“If I can’t make a fuss of you when you save my life and get wounded doing it, when can I make a fuss? You must just resign yourself to a lifetime of fuss and gratitude, my dear Jeeves. I’ve brought you grapes.”

I will own that it was comforting to have him there. When I was alone and closed my eyes, I saw once again the mud of a French field rising up to smack me in the face, and my heart pounded. The singing in my ears was louder and worse when all was quiet, so I welcomed Mr Wooster reading to me. So eager was he to please, he actually tackled Spinoza for me. I doubt he understood much of it - Mr Wooster’s gifts are not of the intellectual variety - but I have always found his voice pleasant. He brought me fresh fruit every day, and my own pyjamas and dressing gown, and was altogether very kind to me.

The tinnitus having subsided, and my wound remaining clean and healing well, I was permitted to leave hospital. Mr Wooster put me into a taxi and took me to the Plaza Hotel, where he had engaged a very acceptable suite of rooms. At my request, we did without the trained nurse. I had already had more than enough unwanted attention from persons insistent on regarding me as a hero. One aggressive young lady of the “baby vamp” variety had inveigled her way into the hospital intent upon proposing marriage, but was fortunately apprehended by the Matron.

When we entered the suite, Mr Wooster excitedly showed me the bouquets, telegrams and cards which had arrived from friends and well-wishers - not sensation-seeking New Yorkers, but people we knew well. I was particularly touched by a card signed by the members of the Junior Ganymede Club, wishing me a swift and smooth recovery. I confess that I had harboured some hopes of resuming my duties, or at least the lighter ones, but the effort and discomfort which the walk from the ward to the taxi-cab, and from the taxi-cab through the lobby of the hotel had cost me made it clear that this was out of the question. Mr Wooster, too, was adamant that I was to rest. I might lie in bed, or recline upon the sofa with my hurt leg elevated, but I was to attempt nothing more strenuous.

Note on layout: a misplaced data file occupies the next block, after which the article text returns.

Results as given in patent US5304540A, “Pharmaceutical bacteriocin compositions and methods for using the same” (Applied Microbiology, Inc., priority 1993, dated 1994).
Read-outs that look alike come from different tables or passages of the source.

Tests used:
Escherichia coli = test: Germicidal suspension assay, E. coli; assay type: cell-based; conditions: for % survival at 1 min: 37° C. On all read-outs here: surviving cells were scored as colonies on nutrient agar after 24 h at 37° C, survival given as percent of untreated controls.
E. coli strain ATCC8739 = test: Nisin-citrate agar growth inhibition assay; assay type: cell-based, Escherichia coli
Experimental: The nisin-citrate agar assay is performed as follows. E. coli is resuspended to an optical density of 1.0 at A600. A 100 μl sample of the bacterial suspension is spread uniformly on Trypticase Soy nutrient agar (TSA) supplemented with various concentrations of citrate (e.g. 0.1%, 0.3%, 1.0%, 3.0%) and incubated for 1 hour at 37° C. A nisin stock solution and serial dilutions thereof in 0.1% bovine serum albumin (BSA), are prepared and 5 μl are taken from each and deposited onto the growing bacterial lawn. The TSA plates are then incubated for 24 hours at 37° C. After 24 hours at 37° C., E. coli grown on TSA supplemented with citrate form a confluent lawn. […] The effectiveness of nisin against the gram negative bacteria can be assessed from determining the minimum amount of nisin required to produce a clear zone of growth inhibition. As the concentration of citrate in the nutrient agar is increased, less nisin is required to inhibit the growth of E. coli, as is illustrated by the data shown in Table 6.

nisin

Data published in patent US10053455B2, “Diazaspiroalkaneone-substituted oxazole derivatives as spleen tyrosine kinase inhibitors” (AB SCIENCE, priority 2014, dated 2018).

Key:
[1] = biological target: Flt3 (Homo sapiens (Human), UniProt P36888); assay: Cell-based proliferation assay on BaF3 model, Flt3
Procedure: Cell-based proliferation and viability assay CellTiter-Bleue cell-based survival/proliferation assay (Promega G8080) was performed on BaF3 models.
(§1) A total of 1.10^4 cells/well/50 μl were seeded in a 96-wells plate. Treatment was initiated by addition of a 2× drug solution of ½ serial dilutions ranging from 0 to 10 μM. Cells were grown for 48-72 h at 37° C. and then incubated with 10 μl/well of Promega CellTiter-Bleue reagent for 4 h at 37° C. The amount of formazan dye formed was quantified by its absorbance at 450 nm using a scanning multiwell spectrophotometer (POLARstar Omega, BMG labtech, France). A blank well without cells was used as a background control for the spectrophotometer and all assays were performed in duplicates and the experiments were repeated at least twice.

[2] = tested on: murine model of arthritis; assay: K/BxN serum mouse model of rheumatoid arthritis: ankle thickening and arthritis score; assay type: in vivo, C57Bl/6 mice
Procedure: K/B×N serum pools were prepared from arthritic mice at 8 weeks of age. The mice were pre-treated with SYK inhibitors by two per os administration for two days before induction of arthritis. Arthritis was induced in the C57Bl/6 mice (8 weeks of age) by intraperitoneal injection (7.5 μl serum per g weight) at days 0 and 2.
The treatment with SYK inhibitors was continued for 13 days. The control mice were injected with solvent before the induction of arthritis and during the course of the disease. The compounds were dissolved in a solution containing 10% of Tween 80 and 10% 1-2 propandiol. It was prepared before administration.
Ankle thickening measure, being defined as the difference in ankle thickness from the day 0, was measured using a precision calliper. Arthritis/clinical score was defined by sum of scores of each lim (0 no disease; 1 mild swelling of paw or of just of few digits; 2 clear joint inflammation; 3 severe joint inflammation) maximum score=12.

After several days of sponge-baths, I was eager to bathe properly, and after some negotiation we agreed that I might. Mr Wooster filled the bath and assisted me to get in. It felt odd, to say the least, to be assisted by him, and I believe we were both somewhat embarrassed by the reversal of rôles. Rather than linger and chat to me, as I commonly do while he bathes, he left the room once I was seated. I soon heard him playing the piano in the sitting-room. I soaked contentedly, listening to “Rhapsody in Blue.”

(To be continued)